the agreement seems to have tunnel vision on the issue of nuclear restraint without addressing any other areas of iranian political restraint. that's ideological religious to dramatic moves to expand influence in the region were use those efforts in the various ways against our allies. and the united states. do you think we have lost track of the fact that we also have other areas that need to be restrained? mr. indyk: i don't think so. it was not possible to address those concerns in this negotiation without weakening the ability to get will be needed in terms of blocking the four pathways to a nuclear weapon. if we had allowed the agenda to widen, to address the issues of their activities in the region, they would have used it is a trade-off.
they would have links their behavior in the region to the negotiations about the nuclear program. if they agreed to less original disturbing activity, they would expect us to be more lenient on the nuclear program. we couldn't enter into that. plus, the arab allies say it's not of your business to be discussing those issues with them when we are not at the table. that affects our direct interest. i don't think it was possible to address it within the context of the deal. but we do need to address it outside the deal and in parallel to the deal. that is the burden of my argument. i think that the use of force the threat of the use of force, the credible threat is critically important in terms of deterring a breakout by ron board cheating on this agreement. but actually using the force has a problem. that's what the president was referring to. that's what happened in the case
of israel's bombing of a nuclear reactor. what the iraqis did was took their whole nuclear program underground. we had no visibility on it. and we were surprised when we actually went into the country in 1992 to discover that they had this massive nuclear program that we knew nothing about. that is the danger here. but if we have to use force what you end up with is something less than what we can have through the deal. 10 to 15 years of a nuclear free iran versus two to three years by bombing all their facilities but they got the know-how, they can rebuild. they will no longer be under any obligations. and they will claim that they that have a justification for getting nuclear weapons because they were attacked when they didn't have nuclear weapons. mr. jeffrey: the ambassador is right. the reason we went in 1999 to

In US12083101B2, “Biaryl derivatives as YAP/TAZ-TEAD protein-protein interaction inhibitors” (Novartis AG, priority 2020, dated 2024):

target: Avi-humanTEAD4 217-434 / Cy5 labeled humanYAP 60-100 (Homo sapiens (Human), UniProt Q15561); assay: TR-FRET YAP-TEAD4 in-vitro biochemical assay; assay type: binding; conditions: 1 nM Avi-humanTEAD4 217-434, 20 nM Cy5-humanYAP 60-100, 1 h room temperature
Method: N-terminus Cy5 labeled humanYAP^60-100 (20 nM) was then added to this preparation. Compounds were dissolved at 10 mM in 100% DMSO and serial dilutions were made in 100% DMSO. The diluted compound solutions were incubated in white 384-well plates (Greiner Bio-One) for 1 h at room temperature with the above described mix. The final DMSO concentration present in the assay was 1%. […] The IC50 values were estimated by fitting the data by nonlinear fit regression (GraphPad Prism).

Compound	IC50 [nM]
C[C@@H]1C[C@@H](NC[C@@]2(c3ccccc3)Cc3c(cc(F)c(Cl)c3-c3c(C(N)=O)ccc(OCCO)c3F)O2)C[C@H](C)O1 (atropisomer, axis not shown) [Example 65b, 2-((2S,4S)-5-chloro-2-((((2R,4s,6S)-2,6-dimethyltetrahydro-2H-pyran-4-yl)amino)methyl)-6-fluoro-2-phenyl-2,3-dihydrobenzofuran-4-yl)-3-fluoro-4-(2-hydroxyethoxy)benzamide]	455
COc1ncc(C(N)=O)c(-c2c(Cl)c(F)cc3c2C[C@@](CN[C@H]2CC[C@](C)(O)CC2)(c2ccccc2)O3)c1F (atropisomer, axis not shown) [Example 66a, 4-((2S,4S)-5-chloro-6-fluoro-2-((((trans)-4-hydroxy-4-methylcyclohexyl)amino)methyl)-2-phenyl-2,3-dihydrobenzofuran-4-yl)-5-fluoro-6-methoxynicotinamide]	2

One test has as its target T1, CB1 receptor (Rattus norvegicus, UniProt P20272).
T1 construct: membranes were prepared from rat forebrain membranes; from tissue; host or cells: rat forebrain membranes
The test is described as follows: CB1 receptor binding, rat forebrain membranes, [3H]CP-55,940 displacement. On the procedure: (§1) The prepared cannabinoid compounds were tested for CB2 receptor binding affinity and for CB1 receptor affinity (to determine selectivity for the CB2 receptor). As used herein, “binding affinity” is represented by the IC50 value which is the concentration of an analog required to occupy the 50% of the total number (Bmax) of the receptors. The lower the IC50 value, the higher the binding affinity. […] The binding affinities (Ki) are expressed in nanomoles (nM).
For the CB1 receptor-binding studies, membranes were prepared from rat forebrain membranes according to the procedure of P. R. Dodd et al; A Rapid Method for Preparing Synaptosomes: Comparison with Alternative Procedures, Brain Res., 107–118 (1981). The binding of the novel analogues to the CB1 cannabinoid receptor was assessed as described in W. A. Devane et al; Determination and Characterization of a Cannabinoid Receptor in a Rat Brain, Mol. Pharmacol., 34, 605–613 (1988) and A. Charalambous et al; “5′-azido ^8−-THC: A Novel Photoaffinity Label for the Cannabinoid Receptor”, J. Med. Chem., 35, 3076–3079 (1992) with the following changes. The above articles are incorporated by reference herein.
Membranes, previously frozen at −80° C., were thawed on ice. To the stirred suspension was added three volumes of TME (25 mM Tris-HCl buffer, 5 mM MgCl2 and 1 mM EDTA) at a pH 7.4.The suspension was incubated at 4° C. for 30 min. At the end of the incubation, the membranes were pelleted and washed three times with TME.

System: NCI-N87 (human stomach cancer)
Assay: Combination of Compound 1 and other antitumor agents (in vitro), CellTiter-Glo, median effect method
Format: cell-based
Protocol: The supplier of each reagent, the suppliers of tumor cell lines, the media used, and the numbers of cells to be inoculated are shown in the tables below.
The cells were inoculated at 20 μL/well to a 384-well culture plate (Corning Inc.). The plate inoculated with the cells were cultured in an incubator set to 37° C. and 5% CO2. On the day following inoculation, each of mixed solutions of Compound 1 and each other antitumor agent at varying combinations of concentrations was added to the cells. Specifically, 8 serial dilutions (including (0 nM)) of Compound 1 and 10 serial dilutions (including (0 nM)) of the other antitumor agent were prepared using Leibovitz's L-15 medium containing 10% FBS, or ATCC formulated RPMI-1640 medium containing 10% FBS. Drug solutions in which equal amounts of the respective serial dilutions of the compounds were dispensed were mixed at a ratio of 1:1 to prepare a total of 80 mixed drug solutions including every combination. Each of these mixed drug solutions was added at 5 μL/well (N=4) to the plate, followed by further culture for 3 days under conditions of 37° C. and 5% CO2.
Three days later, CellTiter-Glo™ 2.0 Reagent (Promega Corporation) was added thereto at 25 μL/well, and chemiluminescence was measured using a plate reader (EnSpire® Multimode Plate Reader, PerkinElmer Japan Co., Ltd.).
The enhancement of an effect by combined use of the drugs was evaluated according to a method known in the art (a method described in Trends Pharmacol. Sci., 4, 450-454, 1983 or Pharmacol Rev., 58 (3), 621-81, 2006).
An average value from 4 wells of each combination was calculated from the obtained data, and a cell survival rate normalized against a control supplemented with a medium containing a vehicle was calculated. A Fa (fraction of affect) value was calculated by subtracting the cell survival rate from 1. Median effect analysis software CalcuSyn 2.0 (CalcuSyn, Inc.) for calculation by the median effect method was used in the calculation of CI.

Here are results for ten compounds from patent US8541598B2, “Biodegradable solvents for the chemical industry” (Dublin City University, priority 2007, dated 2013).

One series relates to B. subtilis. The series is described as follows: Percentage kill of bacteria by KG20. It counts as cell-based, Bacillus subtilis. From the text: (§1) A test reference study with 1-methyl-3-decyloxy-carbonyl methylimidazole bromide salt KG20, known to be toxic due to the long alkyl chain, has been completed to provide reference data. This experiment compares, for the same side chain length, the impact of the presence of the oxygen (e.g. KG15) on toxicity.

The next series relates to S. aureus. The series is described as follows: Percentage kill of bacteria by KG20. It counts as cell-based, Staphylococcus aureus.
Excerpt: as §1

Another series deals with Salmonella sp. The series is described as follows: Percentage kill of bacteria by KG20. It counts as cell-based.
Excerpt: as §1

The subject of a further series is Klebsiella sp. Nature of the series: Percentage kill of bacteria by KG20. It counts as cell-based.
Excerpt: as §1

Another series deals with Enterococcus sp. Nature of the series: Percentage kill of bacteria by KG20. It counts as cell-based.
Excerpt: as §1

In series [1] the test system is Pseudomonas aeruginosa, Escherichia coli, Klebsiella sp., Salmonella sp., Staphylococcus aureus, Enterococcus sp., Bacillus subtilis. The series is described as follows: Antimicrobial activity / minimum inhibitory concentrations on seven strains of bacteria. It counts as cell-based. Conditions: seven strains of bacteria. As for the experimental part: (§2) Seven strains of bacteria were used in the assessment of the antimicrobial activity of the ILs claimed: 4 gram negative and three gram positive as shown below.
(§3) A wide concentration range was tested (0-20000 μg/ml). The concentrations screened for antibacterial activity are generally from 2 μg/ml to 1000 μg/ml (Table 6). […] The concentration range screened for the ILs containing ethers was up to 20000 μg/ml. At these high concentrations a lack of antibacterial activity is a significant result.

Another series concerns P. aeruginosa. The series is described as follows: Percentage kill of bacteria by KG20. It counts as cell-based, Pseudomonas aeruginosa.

find that was on the back of american tanks. sen. udall: i think it's been a very good discussion and you've have had some very insightful comments. one of the issues here that has been raised is iranian dominance , the region -- iranian desires. do you believe the u.s. foreign-policy has contributed to be strengthened having -- strengthening of iran? some of the decisions we made? mr. indyk: now we will get contentious. sen. udall: i'm not trying to be contentious. mr. indyk: not you, me. we go back to the experience of the clinton administration.
we have real concerns about what saddam hussein was doing to his people. we were constantly looking at what we needed to do to prevent that. but we were always constrained by the concern that we had that if we took him out, we would open the gateway to the influence of iran in iraq. that was a major concern during that time. that's what happened as a result of taking saddam hussein out. i was in favor of that war, but i was also in favor of doing a whole lot of things that would have prevented that from happening. that's what happened. once the gates of babylon were opened to ron -- two iran, that open the way for them to exert their influence across the region. they were already in lebanon. but iraq was of big price for them. it was done courtesy of the u.s. army and the u.s. taxpayer. sen. udall: ambassador jeffrey